Why is Play Important - with Oxfordshire Play Association
Why is Play Important? This was the question at the heart of the 2021/22 collaborative research project between Oxfordshire Play Association (OPA), the University of Oxford and Oxford Brookes University. The infographic above summarises the key findings of the resulting report, published in July 2022.
The first edition of 'Why is Play Important in Oxfordshire' is aimed at influencing local decision-makers and those who make funding decisions, to demonstrate the importance of play for the physical and mental wellbeing of children and young people in Oxfordshire.
There is a lot of evidence and research around play, on a national and regional basis, but nothing has ever been produced exclusively with Oxfordshire needs and circumstances as its focus. Despite the overall affluence of the county there are several pockets of deprivation and the county also suffers from rural deprivation.
The project team now plan to produce a second edition that will be aimed at Oxfordshire's parents and carers.
The collaboration between OPA and Oxford researchers was part of our ‘Science Together’ programme, aimed at bringing together researchers at both Universities with local community groups in and around the city, to address and respond to local needs, interests and perspectives. The idea of the programme is to put the Universities’ combined research skills at the disposal of communities, to tackle key challenges identified by grassroots community groups.
OPA was interested in partnering with researchers to help make a case for why play is important for the health and wellbeing of children, young people, their families and the wider community within Oxfordshire. Since 2008 and the onset of austerity and public sector cuts, funding for play in Oxfordshire has seen a significant fall, as it has not been a priority for dwindling Council budgets.
OPA wanted to gather evidence through a literature review, to make the case for the importance of play in Oxfordshire, and explore its value from a health and wellbeing perspective, not only for children and young people, but more widely across the community. The charity's aim was to produce a report and flyer that could be circulated to local stakeholders and, in particular, local councils to make the case for increasing funding for play throughout the county.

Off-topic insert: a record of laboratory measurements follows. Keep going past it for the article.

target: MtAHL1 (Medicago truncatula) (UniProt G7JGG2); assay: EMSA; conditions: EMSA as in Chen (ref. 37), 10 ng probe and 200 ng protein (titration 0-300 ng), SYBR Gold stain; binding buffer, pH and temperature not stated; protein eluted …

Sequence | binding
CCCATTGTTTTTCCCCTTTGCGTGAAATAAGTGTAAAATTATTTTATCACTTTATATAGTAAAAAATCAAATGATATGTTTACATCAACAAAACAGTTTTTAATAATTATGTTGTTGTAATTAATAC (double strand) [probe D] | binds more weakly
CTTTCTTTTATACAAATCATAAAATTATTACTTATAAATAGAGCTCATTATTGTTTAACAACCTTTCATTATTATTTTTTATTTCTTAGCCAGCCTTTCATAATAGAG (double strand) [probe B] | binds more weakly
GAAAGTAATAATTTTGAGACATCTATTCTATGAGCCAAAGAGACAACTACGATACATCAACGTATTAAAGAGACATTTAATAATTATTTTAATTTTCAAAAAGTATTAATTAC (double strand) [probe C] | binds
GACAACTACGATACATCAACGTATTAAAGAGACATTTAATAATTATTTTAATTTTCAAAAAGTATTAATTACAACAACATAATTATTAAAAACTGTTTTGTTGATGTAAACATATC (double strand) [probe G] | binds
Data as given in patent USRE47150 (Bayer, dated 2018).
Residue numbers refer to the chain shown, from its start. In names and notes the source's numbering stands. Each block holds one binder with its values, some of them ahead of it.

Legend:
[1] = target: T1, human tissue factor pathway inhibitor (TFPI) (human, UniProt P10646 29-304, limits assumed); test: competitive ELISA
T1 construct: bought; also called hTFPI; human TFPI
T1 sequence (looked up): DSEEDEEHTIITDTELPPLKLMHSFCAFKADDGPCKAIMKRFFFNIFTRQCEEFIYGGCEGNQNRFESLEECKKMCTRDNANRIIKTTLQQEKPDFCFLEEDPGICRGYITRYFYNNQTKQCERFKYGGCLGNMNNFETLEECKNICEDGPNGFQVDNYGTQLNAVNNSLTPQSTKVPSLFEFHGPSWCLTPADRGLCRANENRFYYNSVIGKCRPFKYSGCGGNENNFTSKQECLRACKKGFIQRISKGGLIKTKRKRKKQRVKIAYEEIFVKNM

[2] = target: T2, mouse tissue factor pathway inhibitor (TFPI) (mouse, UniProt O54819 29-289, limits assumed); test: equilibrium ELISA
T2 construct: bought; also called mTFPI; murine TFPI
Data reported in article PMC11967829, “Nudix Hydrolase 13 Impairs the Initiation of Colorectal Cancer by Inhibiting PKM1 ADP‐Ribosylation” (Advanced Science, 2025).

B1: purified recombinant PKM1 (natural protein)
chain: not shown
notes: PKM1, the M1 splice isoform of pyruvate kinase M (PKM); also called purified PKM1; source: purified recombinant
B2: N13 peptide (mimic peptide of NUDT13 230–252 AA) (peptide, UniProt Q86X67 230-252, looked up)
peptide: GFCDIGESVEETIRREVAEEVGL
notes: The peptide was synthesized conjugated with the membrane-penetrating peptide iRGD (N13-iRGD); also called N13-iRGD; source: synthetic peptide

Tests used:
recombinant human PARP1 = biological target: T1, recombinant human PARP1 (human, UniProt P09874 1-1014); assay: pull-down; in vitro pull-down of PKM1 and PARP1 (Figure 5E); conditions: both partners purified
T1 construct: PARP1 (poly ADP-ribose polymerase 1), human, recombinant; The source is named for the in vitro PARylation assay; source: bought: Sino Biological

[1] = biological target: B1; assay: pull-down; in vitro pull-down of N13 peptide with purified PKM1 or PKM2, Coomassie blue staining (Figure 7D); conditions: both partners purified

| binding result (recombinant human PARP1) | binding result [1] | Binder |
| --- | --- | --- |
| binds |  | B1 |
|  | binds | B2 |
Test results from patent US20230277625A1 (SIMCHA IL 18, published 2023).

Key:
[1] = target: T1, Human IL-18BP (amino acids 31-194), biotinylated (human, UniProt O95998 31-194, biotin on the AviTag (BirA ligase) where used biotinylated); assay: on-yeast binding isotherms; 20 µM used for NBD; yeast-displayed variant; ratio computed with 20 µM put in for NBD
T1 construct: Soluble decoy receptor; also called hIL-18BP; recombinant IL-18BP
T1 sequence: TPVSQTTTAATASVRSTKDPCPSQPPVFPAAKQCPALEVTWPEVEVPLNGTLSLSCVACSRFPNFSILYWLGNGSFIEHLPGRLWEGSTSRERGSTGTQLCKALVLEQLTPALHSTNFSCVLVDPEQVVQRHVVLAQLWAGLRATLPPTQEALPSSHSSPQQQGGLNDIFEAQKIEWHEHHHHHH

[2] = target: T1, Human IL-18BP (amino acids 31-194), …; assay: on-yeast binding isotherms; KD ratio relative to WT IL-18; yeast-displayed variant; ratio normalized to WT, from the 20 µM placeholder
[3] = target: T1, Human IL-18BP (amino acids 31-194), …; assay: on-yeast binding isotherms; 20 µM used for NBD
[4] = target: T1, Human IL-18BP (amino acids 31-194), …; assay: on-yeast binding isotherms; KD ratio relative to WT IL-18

Initial workshops led to a collaboration of four researchers with diverse interests and experience partnering with Oxfordshire Play Association to produce the first report:
- Dr Juliet Carpenter (Global Centre on Healthcare and Urbanisation, Kellogg College, Oxford University)
- Dr Andrei Constantin (Department of Physics, Oxford University)
- Dr Mina Samangooei (School of Architecture, Oxford Brookes University)
- Dr Kate Wilmut (Centre for Psychological Research, Oxford Brookes University).
With research assistance support from Oxford Brookes University's psychology graduate Fruzina Urban, together with facilitation support from the University of Oxford’s Science Together team - Polly Kerr (Primary Care), Oli Moore (Science Engagement Facilitator), Rachel Ashwanden (Science Engagement Officer) and Saskia O’Sullivan (Department of Chemistry) - this interdisciplinary team set about reviewing and synthesising recent evidence for the importance of play and relating it to the local context.
Their report on the importance of play brings together key arguments for the critical importance of investing in play and highlights the need for support across the county.
Find out more
For further information about this collaboration and the resulting report, contact Martin Gillett, Oxfordshire Play Association, at firstname.lastname@example.org
To find out more about Oxfordshire Play Association and the amazing work they do please visit their website: www.oxonplay.org.uk or follow the organisation on social media:
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